# Help! Basic Rotational Dynamics Question

1. Jun 24, 2010

### 4getr34

Can anyone help me figure out this question? I swear this isnt homework! Im actually from a car forum and would like to understand some basic principles behind car engine pulleys.

Pulley A drives another pulley Bx via a belt.

Pulley A
diameter:15inches
weight: 1lbs
applied torque: 10lbs*1inch

Pulley B1
diameter: 5inches
weight: 0.5lbs

Pulley B2
diameter: 5inches
weight: .75lbs

Pulley B3
diameter: 7inches
weight: .25lbs

Pulley B4
diameter: 7inches
weight: .75lbs

Which of the Bx pulleys will require more torque from Pulley A to rotate? How do you figure this out? What is the resulting torque on each of the Bx pulleys?

thanks a lot!

2. Jun 24, 2010

### K^2

Assuming all pulleys are geometrically similar, here is how you go about it.

Belts ensure that surface speed of all pulleys is identical. Id est,

$$R_A \omega_A = R_i \omega_i$$

And consequently,

$$R_A \dot{\omega}_A = R_i \dot{\omega}_i$$

And of course, the equation for angular acceleration and torque,

$$I_i \dot{\omega}_i = \tau_i$$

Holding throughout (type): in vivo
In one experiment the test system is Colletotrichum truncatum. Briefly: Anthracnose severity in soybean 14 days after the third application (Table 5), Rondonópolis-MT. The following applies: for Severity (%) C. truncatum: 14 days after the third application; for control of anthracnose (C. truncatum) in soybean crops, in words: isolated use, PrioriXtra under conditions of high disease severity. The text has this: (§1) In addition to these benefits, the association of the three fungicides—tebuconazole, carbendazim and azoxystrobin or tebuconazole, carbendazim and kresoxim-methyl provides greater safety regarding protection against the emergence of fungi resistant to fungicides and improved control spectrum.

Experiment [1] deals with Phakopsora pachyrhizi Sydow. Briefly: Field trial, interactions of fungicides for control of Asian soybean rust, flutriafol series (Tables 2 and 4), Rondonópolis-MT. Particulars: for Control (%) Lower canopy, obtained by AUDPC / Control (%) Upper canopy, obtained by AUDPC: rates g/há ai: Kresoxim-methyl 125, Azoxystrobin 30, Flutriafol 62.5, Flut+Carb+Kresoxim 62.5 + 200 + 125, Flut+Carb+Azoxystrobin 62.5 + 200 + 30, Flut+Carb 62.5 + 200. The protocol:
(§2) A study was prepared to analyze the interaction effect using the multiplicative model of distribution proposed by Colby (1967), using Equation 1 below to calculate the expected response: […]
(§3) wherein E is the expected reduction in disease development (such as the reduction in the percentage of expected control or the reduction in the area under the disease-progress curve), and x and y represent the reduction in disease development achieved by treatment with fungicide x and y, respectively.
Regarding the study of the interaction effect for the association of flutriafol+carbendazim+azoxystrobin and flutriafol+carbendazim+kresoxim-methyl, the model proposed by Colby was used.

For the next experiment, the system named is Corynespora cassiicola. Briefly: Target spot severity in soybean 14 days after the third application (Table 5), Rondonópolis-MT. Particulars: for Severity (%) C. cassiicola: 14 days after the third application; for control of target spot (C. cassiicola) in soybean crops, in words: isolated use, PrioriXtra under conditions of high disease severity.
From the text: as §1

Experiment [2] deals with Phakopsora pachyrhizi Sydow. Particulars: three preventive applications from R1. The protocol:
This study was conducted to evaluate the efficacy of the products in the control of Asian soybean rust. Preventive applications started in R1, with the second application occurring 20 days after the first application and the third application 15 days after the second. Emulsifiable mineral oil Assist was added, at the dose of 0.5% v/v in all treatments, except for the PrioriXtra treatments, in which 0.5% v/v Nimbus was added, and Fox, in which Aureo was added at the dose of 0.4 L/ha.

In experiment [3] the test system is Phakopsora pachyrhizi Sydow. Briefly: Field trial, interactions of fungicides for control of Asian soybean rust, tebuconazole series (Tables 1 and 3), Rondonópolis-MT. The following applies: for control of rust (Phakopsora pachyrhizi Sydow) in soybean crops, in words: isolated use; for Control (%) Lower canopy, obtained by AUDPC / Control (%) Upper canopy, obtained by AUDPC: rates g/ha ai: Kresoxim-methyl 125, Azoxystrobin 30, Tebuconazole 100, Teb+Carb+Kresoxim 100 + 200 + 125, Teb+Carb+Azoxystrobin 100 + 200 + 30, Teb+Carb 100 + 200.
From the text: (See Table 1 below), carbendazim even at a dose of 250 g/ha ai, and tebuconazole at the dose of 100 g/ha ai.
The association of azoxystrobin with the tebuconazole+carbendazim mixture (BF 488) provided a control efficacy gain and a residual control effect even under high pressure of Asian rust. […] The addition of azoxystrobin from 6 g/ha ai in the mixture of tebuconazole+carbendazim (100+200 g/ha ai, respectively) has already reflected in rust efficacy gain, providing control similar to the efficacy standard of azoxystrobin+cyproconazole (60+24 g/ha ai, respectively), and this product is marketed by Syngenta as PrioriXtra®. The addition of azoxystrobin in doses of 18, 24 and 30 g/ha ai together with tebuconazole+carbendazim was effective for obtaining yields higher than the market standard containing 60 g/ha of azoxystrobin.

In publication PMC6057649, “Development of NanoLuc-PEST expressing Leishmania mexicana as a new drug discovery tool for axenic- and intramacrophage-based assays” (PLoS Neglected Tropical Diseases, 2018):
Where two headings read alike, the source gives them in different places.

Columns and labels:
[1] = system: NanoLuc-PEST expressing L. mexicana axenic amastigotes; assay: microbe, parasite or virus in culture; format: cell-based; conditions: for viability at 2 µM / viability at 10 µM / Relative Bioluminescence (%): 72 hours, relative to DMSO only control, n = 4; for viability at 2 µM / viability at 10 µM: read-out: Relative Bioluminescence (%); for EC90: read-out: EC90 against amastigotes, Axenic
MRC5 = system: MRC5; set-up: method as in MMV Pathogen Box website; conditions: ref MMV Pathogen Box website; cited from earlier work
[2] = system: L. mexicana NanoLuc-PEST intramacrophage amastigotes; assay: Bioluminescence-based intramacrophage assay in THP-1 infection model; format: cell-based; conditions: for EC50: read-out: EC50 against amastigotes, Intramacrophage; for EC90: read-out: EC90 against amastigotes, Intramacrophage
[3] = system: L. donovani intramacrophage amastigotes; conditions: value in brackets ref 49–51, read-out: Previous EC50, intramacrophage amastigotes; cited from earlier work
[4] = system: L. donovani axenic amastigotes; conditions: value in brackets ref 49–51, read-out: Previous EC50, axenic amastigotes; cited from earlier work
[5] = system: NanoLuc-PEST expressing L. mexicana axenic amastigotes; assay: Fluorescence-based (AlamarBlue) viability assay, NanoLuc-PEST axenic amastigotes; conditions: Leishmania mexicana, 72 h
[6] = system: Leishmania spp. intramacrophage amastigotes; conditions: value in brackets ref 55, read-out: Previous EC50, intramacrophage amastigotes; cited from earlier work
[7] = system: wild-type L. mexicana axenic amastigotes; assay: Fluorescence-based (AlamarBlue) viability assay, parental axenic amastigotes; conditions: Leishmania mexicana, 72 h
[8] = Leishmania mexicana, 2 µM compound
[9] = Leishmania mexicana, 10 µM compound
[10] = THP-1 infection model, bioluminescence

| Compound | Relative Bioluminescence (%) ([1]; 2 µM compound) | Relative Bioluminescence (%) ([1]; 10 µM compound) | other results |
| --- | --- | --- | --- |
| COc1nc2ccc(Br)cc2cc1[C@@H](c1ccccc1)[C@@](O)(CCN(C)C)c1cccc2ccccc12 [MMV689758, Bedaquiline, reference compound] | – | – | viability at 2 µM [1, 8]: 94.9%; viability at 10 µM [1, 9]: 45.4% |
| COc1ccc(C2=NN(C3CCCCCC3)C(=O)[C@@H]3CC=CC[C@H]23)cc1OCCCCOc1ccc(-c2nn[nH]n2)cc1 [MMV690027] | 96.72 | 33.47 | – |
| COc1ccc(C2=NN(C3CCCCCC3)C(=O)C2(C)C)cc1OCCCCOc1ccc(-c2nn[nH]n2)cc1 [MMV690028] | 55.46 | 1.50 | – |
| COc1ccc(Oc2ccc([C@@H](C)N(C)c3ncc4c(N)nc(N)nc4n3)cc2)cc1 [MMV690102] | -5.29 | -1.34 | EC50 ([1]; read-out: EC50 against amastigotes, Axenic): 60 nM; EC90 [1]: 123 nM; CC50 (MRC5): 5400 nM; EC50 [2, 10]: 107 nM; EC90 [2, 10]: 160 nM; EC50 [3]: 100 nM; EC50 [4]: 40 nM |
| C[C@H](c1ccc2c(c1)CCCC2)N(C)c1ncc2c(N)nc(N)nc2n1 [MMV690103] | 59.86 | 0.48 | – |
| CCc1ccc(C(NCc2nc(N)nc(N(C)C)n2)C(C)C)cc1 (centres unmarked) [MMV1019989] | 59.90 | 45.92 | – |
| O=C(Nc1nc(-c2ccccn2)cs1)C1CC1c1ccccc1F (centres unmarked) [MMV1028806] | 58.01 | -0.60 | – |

The only problem is that there is no specific equation for moment of inertia, Ii for pulleys. It's going to be close to (1/2)MR² for solid cylinder, but it can be a little higher or lower depending on the geometry. This is where argument for similar geometries should come in. If all pulleys have similar geometries, then

$$I_i = c M_i R_i^2$$

What that c is, doesn't really matter. It's a dimensionless constant. The important bit is that it should be the same for all pulleys. Using that, you should be able to express torque for each pulley in terms of angular acceleration of A, masses and radii of the pulleys, and this coefficient c. Then compare results. Good luck.

3. Jun 24, 2010

### 4getr34

wow thanks a lot for the reply!

so if i understand correctly as long as the geometries on the pulleys are similar its basically I = MR^2

B1
I = 3.125 lbs * inch^2
B2
I = 4.6875 lbs * inch^2
B3
I = 3.0625 lbs * inch^2
B4
I = 9.1875 lbs * inch^2

i'm going to see if i can find out from the companies actual geometries but this is really interesting as B4 is my impression of a overweight underdrive pulley and I'm actually trying to decide between B3(underweight oversize) and B1 (stock) pulleys. thank you very much!

4. Jun 24, 2010

### K^2

If you actually need an estimate on torque, it's closer to (1/2)MR². Whether it's a little more or a little less depends on exact geometry.

5. Jun 25, 2010

### Abiruth

Last edited by a moderator: Apr 25, 2017